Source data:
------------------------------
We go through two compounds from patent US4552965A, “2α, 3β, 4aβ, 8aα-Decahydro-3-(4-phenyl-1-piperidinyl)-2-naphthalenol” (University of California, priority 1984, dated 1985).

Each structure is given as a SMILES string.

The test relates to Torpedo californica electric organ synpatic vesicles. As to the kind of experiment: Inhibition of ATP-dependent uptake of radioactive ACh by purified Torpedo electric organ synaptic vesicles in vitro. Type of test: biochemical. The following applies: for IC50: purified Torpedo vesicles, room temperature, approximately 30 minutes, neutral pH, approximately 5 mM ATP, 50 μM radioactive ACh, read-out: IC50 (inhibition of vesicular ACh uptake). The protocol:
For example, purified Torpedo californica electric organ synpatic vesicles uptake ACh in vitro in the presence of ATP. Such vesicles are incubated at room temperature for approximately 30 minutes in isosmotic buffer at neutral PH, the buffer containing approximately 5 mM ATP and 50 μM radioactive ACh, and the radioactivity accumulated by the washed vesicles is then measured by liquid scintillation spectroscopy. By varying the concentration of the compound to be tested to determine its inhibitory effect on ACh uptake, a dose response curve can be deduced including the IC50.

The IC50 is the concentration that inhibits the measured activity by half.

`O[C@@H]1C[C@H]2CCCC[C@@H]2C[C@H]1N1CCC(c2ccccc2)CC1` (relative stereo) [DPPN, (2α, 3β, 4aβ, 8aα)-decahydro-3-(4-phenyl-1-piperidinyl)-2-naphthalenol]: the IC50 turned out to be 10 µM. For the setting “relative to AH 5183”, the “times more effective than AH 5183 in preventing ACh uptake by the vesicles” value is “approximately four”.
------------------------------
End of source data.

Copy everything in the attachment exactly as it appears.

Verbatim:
We go through two compounds from patent US4552965A, “2α, 3β, 4aβ, 8aα-Decahydro-3-(4-phenyl-1-piperidinyl)-2-naphthalenol” (University of California, priority 1984, dated 1985).

Each structure is given as a SMILES string.

The test relates to Torpedo californica electric organ synpatic vesicles. As to the kind of experiment: Inhibition of ATP-dependent uptake of radioactive ACh by purified Torpedo electric organ synaptic vesicles in vitro. Type of test: biochemical. The following applies: for IC50: purified Torpedo vesicles, room temperature, approximately 30 minutes, neutral pH, approximately 5 mM ATP, 50 μM radioactive ACh, read-out: IC50 (inhibition of vesicular ACh uptake). The protocol:
For example, purified Torpedo californica electric organ synpatic vesicles uptake ACh in vitro in the presence of ATP. Such vesicles are incubated at room temperature for approximately 30 minutes in isosmotic buffer at neutral PH, the buffer containing approximately 5 mM ATP and 50 μM radioactive ACh, and the radioactivity accumulated by the washed vesicles is then measured by liquid scintillation spectroscopy. By varying the concentration of the compound to be tested to determine its inhibitory effect on ACh uptake, a dose response curve can be deduced including the IC50.

The IC50 is the concentration that inhibits the measured activity by half.

`O[C@@H]1C[C@H]2CCCC[C@@H]2C[C@H]1N1CCC(c2ccccc2)CC1` (relative stereo) [DPPN, (2α, 3β, 4aβ, 8aα)-decahydro-3-(4-phenyl-1-piperidinyl)-2-naphthalenol]: the IC50 turned out to be 10 µM. For the setting “relative to AH 5183”, the “times more effective than AH 5183 in preventing ACh uptake by the vesicles” value is “approximately four”.